Saturday, 1 June 2013

A day as a Construction Worker

The team was divided into two groups for the activity today.

One group headed for Chuop Pri Sch, the first time we visited the project site. The contractors had already built  the roof and wall. We were to help carry earth from the field nearby to level up the ground in the room. For most of the team members, this was the first time they had actually handled a spade and cungkul.  It was also interesting to note how the Cambodians make use of the empty cement bags and two sticks to form what they call a "palai", used for carrying earth.  It was hard work, in the sun, digging and carrying earth to fill up the classroom.

The other group went to a pottery school, where the members were given a brief and tour of the school.  Thereafter, everyone was provided with some clay and instructed on the procedure to make a clay item.  We noted there were a lot of creativity in the team members.

The two groups swop activities after lunch.

In the evening, the team attended a cello concert by Dr Beat Richner at the Kantha Bopha Children Hospital, which was less than 10 mins from the home stay location.  Dr. Richner is a Swiss pediatrician who plays the cello (hence "Beatocello").  With his untiring effort to raise fund, Dr Richner was able to provide totally free medical services to all children.  A challenge he faced was his belief that medicine should be free, as the Cambodians cannot afford to pay, while his potential sponsors believe in co-payment.  His other challenge was blood, as plenty was needed for major operations.  As such, he told the team point-blank that he wanted both our money and our blood.  I think he is better off get money from tourist and blood from the locals.  He had recently opened up a maternity ward in the hospital.  Again, there are no charges, but the mother must be subjected to blood test for AIDS.  This is another noble quest of his, to stamp out the spread of AIDS.  He spoke with passion on his work, which spanned some 30 or more years.  We salute him for dedicating his entire life for the cause of Cambodian children.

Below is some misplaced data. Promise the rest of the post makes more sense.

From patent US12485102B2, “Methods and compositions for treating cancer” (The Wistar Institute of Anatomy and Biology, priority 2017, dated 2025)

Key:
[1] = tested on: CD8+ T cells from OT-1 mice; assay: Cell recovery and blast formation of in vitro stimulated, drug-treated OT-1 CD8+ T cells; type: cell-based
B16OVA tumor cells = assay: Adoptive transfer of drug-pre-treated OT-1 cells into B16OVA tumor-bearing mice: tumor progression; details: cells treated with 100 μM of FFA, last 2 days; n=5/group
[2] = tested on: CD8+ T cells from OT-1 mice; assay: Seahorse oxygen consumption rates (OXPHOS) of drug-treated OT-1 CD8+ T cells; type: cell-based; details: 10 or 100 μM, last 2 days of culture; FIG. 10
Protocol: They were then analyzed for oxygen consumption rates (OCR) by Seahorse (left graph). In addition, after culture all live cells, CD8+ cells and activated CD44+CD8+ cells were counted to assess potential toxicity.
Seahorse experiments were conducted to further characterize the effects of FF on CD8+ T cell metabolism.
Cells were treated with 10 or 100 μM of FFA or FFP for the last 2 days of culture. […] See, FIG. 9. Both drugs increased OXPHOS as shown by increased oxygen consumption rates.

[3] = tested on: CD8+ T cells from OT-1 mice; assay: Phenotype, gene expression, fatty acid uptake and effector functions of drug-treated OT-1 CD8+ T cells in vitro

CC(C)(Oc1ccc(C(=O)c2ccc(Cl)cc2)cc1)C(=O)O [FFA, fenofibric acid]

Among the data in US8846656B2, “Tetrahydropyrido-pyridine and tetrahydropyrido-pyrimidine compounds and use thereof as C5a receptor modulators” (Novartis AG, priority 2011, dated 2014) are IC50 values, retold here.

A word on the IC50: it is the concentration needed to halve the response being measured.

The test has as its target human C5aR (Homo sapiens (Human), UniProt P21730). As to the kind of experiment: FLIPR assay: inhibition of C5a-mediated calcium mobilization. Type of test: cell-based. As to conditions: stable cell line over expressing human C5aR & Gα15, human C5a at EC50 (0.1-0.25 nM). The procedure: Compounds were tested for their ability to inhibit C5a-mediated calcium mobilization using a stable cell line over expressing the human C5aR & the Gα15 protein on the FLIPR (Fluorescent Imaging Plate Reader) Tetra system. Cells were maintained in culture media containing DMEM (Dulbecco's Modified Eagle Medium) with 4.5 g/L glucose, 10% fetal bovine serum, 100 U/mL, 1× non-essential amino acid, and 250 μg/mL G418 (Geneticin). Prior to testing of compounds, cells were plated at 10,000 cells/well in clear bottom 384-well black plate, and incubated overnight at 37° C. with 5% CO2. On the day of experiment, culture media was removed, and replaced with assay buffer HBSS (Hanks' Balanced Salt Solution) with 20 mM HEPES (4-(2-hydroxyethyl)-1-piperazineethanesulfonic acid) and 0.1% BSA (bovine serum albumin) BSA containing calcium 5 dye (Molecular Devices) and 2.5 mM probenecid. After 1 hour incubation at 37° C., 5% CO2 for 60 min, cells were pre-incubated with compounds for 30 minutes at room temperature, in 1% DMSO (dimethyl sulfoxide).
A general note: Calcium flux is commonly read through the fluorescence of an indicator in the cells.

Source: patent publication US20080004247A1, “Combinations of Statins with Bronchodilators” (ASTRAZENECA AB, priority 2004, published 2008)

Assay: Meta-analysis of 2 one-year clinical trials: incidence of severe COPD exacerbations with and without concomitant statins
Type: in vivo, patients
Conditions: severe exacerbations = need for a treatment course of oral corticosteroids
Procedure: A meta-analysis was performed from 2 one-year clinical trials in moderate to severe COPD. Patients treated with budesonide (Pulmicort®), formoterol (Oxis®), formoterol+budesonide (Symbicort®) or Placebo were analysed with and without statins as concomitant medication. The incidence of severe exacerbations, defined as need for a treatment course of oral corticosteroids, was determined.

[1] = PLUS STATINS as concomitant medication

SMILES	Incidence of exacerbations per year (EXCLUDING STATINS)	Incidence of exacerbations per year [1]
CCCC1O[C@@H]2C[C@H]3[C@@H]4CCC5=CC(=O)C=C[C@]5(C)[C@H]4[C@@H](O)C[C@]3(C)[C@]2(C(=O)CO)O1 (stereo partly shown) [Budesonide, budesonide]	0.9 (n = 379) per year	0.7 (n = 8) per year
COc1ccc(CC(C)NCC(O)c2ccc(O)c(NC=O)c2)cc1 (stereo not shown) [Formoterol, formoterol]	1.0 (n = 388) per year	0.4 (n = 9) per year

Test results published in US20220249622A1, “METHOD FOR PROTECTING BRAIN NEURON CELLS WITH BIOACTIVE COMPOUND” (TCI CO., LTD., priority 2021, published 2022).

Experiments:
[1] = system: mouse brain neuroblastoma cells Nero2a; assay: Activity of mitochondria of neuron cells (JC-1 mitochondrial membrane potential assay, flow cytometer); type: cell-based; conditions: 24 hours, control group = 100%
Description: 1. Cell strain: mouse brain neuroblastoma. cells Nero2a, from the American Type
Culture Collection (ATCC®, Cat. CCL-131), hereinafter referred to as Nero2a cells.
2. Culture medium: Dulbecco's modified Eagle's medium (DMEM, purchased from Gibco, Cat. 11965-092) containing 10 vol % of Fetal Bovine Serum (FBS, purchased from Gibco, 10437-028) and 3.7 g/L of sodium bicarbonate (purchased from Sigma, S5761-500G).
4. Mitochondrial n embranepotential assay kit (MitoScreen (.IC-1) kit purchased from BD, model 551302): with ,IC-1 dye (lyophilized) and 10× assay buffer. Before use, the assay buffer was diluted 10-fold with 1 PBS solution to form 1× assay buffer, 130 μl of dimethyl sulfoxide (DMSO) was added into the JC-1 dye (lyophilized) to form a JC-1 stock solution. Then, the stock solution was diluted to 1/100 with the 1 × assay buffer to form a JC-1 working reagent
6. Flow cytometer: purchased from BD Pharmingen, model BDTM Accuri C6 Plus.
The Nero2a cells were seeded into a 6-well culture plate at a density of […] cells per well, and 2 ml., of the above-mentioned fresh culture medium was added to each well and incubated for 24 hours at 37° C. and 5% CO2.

"After carrying a couple of piles of soil, and using the spade and cangkul to dig it out, i was already experiencing body aches. By the time my group's shift was over, i was already drained, and we were only working for half a day. Also, i discovered something new about myself -  fear of little children." Karishma

" The project site was hotter than i expected and there were not many trees around." Dennis Chan

"Today i learnt how to do pottery and it was very fun. After pottery class we went to the school to start building the class room. It was a tiring but fun day." Ethan Chai

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